Earth & Energy

Ash commission in a time squeeze on core duty

Coal ash was scooped from the banks of the Dan River after Duke Energy spilled tons in February 2014.
Coal ash was scooped from the banks of the Dan River after Duke Energy spilled tons in February 2014. AP

The Coal Ash Management Commission could run out of time to perform one of its key oversight duties, its chairman told Gov. Pat McCrory and legislative leaders this week.

The commission is in legal limbo because McCrory challenged its makeup. Legislation that created it last year said its nine members are to be appointed by the governor and the legislature. McCrory filed suit, saying the executive branch has sole authority to name such panels.

A three-judge panel agreed with the governor in March. The commission canceled its March meeting in Charlotte and, per the court ruling, has only the three members named by McCrory.

The case is now before the North Carolina Supreme Court, which heard arguments in June but has not yet ruled.

That’s becoming a problem because the Department of Environmental Quality has to recommend hazard classifications for each of Duke Energy’s 32 ash ponds by Dec. 31. The classifications will determine how and when, between 2019 and 2029, the ponds are closed.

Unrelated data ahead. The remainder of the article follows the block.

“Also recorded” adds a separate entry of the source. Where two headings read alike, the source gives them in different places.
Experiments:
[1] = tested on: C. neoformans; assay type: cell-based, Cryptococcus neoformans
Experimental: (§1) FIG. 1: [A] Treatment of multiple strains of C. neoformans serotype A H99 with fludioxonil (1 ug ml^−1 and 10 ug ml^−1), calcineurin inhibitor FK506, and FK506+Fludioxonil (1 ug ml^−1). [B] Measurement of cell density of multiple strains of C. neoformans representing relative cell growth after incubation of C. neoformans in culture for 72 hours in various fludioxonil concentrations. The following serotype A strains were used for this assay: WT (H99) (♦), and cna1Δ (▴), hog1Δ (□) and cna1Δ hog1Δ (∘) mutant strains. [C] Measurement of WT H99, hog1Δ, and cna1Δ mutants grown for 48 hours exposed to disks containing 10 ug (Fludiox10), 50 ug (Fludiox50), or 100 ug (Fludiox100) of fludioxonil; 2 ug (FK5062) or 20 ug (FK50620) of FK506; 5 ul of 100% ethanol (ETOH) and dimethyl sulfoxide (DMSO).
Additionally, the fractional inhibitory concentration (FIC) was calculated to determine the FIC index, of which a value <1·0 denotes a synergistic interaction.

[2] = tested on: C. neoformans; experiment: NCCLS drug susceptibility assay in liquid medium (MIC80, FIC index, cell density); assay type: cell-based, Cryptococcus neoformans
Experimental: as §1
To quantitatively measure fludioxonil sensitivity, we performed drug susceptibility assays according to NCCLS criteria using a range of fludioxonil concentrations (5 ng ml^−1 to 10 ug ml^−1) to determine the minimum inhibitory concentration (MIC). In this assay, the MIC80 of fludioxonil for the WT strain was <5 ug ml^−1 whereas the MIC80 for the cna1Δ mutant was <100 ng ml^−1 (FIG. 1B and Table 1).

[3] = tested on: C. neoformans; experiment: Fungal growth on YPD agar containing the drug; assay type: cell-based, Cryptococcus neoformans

The ash commission is charged with reviewing DEQ’s recommendations before they are made final. If it doesn’t act within 60 days of receiving them, the department’s recommendations will go into effect automatically.

That’s probably not what legislators had in mind when, following complaints of weak policing of ash by DEQ, they administratively housed the oversight commission in the Department of Public Safety.

But as time passes, the odds of getting a Supreme Court decision, naming new commission members and getting them up to speed on ash issues slips.

“As a practical matter, it is highly unlikely at this stage that there will be a sufficient number of commissioners sworn in by this date in order to convene a meeting to begin reviewing these recommendations and meet the timeline ... for rendering our decision in the spring of 2016,” chairman Michael Jacobs, who teaches business at UNC Chapel Hill, wrote McCrory, Senate leader Phil Berger and House Speaker Tim Moore.

After making its recommendations, DEQ has to send notices to affected counties, open a public comment period, and hold hearings on them. That process could take as long as the end of May – or end weeks sooner.

“DEQ will continue to work aggressively to meet its deadlines so that the public hearings in each county with a coal ash impoundment occur on schedule and the longstanding issue of coal ash is resolved as quickly as possible,” Secretary Donald van der Vaart said in a blog post this week.

Bruce Henderson: 704-358-5051, @bhender

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